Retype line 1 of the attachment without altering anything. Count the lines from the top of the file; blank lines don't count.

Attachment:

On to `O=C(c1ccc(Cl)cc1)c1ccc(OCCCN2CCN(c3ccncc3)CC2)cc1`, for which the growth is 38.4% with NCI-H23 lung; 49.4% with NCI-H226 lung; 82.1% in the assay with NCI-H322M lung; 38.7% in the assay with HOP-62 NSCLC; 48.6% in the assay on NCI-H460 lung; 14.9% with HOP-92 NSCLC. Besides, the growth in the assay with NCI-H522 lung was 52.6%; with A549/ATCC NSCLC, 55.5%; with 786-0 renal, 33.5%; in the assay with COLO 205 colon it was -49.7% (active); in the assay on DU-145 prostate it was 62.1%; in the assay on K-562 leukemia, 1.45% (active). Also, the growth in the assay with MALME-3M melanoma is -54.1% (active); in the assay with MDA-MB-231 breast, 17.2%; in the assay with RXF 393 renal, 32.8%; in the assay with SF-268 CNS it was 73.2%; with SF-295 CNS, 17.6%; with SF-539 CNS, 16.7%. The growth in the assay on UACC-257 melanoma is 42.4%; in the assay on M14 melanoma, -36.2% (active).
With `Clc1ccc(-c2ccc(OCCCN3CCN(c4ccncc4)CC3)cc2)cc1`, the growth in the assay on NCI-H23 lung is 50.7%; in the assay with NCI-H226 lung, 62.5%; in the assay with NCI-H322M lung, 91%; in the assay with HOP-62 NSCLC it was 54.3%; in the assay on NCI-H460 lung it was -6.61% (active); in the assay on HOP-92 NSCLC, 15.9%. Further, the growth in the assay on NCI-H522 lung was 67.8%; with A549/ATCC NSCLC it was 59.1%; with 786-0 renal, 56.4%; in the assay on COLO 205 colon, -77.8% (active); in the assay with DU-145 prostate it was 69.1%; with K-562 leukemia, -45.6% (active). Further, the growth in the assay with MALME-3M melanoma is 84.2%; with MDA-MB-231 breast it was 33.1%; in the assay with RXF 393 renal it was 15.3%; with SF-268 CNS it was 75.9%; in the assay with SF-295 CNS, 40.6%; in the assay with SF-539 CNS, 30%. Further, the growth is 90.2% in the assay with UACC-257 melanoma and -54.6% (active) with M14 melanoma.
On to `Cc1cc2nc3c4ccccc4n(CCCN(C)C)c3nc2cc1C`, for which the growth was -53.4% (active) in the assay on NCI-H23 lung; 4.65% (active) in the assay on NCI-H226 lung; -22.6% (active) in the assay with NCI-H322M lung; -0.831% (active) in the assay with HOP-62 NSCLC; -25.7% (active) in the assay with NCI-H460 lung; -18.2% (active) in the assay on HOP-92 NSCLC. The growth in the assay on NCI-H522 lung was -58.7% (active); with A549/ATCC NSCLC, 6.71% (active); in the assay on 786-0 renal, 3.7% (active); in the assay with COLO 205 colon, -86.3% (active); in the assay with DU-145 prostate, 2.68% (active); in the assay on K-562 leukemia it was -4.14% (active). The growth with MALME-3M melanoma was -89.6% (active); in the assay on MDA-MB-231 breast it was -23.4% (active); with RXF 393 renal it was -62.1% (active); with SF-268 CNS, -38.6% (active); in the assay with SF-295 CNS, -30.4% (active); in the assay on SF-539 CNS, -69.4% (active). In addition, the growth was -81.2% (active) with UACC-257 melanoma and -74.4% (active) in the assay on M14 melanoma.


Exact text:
On to `O=C(c1ccc(Cl)cc1)c1ccc(OCCCN2CCN(c3ccncc3)CC2)cc1`, for which the growth is 38.4% with NCI-H23 lung; 49.4% with NCI-H226 lung; 82.1% in the assay with NCI-H322M lung; 38.7% in the assay with HOP-62 NSCLC; 48.6% in the assay on NCI-H460 lung; 14.9% with HOP-92 NSCLC. Besides, the growth in the assay with NCI-H522 lung was 52.6%; with A549/ATCC NSCLC, 55.5%; with 786-0 renal, 33.5%; in the assay with COLO 205 colon it was -49.7% (active); in the assay on DU-145 prostate it was 62.1%; in the assay on K-562 leukemia, 1.45% (active). Also, the growth in the assay with MALME-3M melanoma is -54.1% (active); in the assay with MDA-MB-231 breast, 17.2%; in the assay with RXF 393 renal, 32.8%; in the assay with SF-268 CNS it was 73.2%; with SF-295 CNS, 17.6%; with SF-539 CNS, 16.7%. The growth in the assay on UACC-257 melanoma is 42.4%; in the assay on M14 melanoma, -36.2% (active).